Answer - 24 dora. Remember that each kan declared adds an additional dora indicator on the board - but in any given game, only FOUR kans can be declared. On the call of the fourth kan, the match is automatically called a draw. This means that only 3 additional dora indicators may be flipped in addition to the original one at the start of the game. Add this to the four red dora tiles and we get: [4 (dora indicators) x 4] + [4 (red dora tiles)] = 20 dora. Now how does that become 24? Surprisingly, there's an exception to the four kan-only rule. If all four kans declared in a game were by a single player, then the game is considered a draw ONLY at the call of a FIFTH kan. This is the only time wherein 5 different dora indicators will come into play, resulting in [5 (dora indicators) x 4] + [4 (red dora tiles)] = 24 dora!
The number of doras possible sounds nauseating, but take note that with that many han points in a single hand, the hand is called a "counted yakuman" (kazoe-yakuman), and is thus awarded the maximum number of points as a yakuman. This happens for hands having 13 or more han points. Looks like having as many doras as that is simply too hot for Kuro to handle. :D
In Counting the Dragons, we mentioned that a player would need to have called four kans in order to boost the number of dora to that ridiculous amount. Sadly, though, it doesn't mean much because if the player DOES win, they would have completed a yakuman anyway called suu kantsu (four quads). The interesting thing about this yakuman is that it can be completed as either an open or CLOSED hand. Completing this type of hand by opening up our melds sounds easy enough - but how are you supposed to complete 4 kans without stealing any tiles, while at the same time maintaining a CLOSED hand?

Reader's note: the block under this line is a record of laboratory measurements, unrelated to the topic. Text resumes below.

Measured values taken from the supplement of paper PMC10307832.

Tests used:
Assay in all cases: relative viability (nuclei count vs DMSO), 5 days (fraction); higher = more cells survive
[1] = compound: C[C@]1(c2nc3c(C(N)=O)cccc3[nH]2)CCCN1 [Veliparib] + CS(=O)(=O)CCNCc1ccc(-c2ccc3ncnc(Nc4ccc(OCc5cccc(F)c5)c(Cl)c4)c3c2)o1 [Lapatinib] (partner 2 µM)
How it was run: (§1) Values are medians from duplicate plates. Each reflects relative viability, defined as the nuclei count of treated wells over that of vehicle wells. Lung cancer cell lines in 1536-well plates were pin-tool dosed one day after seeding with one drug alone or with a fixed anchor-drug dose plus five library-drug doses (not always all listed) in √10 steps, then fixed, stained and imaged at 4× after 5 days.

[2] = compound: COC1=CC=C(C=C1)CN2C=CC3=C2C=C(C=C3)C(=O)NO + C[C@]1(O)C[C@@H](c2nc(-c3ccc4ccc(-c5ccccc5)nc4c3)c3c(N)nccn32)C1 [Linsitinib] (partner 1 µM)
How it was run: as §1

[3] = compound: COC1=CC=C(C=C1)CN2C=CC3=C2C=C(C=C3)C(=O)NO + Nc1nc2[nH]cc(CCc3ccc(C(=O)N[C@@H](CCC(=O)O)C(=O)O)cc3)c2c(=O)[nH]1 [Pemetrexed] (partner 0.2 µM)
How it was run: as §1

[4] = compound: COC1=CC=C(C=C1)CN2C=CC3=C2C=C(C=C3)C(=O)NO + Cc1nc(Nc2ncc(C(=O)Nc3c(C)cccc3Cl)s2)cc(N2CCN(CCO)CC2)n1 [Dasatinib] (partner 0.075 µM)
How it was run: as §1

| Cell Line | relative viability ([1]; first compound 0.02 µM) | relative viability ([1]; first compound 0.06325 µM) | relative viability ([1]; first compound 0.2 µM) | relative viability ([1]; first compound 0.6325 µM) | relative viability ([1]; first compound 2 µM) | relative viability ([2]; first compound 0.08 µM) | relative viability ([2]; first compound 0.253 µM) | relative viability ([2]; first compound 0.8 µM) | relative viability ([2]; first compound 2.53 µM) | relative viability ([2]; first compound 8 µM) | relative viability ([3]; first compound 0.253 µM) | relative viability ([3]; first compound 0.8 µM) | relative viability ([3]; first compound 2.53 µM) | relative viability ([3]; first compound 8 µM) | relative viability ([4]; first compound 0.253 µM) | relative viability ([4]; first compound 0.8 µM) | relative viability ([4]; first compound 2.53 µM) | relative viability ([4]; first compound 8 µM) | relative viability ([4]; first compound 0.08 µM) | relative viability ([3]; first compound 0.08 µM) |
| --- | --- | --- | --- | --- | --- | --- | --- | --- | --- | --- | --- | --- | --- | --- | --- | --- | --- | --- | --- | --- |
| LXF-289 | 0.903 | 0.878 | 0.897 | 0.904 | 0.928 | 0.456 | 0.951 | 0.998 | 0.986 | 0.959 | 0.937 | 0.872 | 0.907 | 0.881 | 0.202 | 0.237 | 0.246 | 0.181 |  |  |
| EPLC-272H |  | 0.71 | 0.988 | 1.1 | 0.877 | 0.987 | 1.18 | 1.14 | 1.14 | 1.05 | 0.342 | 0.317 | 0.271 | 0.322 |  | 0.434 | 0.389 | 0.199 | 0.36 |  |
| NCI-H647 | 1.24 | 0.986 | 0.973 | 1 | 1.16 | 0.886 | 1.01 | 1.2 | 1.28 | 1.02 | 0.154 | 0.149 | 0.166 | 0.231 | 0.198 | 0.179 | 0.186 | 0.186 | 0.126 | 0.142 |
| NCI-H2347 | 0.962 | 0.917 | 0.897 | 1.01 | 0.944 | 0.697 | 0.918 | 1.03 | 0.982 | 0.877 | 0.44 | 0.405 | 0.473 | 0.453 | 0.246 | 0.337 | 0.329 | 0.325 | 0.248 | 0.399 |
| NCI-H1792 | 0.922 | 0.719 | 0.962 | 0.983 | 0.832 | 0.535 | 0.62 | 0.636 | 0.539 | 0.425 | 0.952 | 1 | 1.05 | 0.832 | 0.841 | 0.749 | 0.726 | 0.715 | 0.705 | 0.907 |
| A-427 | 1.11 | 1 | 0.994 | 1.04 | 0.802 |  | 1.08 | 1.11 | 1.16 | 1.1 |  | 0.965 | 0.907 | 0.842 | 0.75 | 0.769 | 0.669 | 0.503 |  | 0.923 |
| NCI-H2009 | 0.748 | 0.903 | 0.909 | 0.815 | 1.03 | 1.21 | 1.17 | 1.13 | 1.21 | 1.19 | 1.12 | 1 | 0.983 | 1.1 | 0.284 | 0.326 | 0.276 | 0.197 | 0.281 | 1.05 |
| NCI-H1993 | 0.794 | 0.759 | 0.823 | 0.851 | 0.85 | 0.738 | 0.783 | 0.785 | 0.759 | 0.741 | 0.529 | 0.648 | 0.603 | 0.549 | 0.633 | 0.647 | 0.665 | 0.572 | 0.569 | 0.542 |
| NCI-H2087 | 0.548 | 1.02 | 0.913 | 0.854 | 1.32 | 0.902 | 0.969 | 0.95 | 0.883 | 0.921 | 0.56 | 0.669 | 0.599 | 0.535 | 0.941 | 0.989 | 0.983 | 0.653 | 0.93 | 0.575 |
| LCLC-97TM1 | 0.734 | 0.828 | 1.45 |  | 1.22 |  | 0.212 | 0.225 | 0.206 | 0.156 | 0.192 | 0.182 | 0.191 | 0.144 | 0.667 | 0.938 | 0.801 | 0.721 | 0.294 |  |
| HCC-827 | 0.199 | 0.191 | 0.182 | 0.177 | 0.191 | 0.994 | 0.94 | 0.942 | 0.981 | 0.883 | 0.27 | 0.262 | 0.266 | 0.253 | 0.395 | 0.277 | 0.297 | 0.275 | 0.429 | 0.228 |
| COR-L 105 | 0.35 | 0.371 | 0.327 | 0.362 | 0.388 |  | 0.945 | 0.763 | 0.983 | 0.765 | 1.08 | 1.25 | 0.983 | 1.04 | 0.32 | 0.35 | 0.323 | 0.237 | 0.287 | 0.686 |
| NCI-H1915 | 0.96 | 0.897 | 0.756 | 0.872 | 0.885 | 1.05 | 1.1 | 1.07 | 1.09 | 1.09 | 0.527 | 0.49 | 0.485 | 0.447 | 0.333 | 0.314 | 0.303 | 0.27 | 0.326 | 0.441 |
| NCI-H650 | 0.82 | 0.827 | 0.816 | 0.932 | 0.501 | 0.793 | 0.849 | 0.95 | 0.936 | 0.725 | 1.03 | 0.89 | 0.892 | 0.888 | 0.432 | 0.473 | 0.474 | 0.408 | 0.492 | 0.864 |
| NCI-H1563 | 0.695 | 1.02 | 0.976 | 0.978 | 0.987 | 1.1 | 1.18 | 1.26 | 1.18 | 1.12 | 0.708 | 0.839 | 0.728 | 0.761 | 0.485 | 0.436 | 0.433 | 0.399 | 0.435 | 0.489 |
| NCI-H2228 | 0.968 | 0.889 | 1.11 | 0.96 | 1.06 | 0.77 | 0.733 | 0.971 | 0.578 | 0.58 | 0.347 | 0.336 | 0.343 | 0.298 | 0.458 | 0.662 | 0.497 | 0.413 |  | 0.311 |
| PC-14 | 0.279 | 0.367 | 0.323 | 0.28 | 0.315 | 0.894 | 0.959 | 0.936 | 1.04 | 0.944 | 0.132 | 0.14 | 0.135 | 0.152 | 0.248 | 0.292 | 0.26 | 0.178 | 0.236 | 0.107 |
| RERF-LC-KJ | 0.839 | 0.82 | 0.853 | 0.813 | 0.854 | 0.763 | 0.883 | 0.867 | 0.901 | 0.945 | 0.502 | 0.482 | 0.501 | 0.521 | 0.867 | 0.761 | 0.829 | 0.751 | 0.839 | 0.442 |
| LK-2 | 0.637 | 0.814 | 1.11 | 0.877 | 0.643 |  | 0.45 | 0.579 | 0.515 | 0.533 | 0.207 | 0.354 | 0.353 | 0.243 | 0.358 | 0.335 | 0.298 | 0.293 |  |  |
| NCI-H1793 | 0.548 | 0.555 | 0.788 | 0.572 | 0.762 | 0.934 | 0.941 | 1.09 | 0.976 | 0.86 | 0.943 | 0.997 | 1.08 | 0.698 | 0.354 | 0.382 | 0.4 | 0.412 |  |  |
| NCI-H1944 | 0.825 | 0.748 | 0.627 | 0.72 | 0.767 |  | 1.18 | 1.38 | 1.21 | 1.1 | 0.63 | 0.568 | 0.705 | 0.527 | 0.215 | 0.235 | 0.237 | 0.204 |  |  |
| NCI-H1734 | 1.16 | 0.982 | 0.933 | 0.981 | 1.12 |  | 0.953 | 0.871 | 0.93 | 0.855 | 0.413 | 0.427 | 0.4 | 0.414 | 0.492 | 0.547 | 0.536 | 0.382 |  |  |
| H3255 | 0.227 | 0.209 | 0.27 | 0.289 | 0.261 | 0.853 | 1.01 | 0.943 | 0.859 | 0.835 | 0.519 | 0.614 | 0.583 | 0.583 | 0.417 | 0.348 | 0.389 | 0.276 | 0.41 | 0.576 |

Answer - There's only one way, and it is ridiculously hard to do because it involves a tremendous amount of luck… Godly luck, even. It requires having a hand consisting of three quads and a pair. Take note that this is not a complete hand (a complete hand requires FOUR melds). The player declares a kan and draws a supplemental tile from the dead wall which must match their pair tile, thus creating a triple meld. The player then declares ANOTHER kan and draws another supplemental tile from the dead wall. If the supplemental tile drawn from the dead wall matches the triple meld already in the player's hand, it will complete a fourth kan. However, this is still not complete - the player needs a pair to complete their hand. In order to do this, the player must declare the remaining two quads in hopes that the two supplemental tiles drawn from the dead wall will complete the needed pair. By doing this, the player would have completed four quads with a pair - a hand containing 18 tiles - all without having to rob any tiles from another player: a CLOSED Suu Kantsu.
Given the amount of effort and sheer luck involved to perform this, I feel that it isn't doing it justice to award it the same number of points as an OPEN suu kantsu. Either way, both open and closed forms of this yakuman are awarded the same number of points, so all that luck goes to naught. Sure, keeping it closed is a very elegant way to do it - but it looks to me like a one-in-a-buhjillion kind of probability. But hey, it's still possible.